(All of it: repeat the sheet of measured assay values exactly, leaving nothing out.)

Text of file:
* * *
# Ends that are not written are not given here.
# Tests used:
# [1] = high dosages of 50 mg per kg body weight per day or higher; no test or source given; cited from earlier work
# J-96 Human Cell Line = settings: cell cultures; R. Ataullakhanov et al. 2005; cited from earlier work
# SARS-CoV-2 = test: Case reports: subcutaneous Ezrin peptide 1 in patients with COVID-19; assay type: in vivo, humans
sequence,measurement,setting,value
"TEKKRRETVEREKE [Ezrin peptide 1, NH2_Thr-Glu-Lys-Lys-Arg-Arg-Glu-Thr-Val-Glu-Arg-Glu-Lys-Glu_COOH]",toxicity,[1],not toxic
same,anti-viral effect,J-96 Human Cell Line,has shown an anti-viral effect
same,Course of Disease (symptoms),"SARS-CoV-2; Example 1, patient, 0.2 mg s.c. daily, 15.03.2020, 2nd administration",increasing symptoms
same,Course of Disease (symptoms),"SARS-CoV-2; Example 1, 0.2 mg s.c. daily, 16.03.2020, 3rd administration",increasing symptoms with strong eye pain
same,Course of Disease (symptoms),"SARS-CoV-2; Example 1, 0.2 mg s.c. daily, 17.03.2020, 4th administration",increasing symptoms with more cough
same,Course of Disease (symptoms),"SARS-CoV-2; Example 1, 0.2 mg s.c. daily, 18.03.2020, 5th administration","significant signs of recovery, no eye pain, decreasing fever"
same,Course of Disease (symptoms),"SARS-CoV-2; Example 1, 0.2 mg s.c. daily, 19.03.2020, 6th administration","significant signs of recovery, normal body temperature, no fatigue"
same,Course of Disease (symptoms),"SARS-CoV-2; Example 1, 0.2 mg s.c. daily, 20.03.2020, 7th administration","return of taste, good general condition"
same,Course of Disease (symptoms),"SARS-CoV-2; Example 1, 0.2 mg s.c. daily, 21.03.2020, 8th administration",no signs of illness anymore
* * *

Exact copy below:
# Ends that are not written are not given here.
# Tests used:
# [1] = high dosages of 50 mg per kg body weight per day or higher; no test or source given; cited from earlier work
# J-96 Human Cell Line = settings: cell cultures; R. Ataullakhanov et al. 2005; cited from earlier work
# SARS-CoV-2 = test: Case reports: subcutaneous Ezrin peptide 1 in patients with COVID-19; assay type: in vivo, humans
sequence,measurement,setting,value
"TEKKRRETVEREKE [Ezrin peptide 1, NH2_Thr-Glu-Lys-Lys-Arg-Arg-Glu-Thr-Val-Glu-Arg-Glu-Lys-Glu_COOH]",toxicity,[1],not toxic
same,anti-viral effect,J-96 Human Cell Line,has shown an anti-viral effect
same,Course of Disease (symptoms),"SARS-CoV-2; Example 1, patient, 0.2 mg s.c. daily, 15.03.2020, 2nd administration",increasing symptoms
same,Course of Disease (symptoms),"SARS-CoV-2; Example 1, 0.2 mg s.c. daily, 16.03.2020, 3rd administration",increasing symptoms with strong eye pain
same,Course of Disease (symptoms),"SARS-CoV-2; Example 1, 0.2 mg s.c. daily, 17.03.2020, 4th administration",increasing symptoms with more cough
same,Course of Disease (symptoms),"SARS-CoV-2; Example 1, 0.2 mg s.c. daily, 18.03.2020, 5th administration","significant signs of recovery, no eye pain, decreasing fever"
same,Course of Disease (symptoms),"SARS-CoV-2; Example 1, 0.2 mg s.c. daily, 19.03.2020, 6th administration","significant signs of recovery, normal body temperature, no fatigue"
same,Course of Disease (symptoms),"SARS-CoV-2; Example 1, 0.2 mg s.c. daily, 20.03.2020, 7th administration","return of taste, good general condition"
same,Course of Disease (symptoms),"SARS-CoV-2; Example 1, 0.2 mg s.c. daily, 21.03.2020, 8th administration",no signs of illness anymore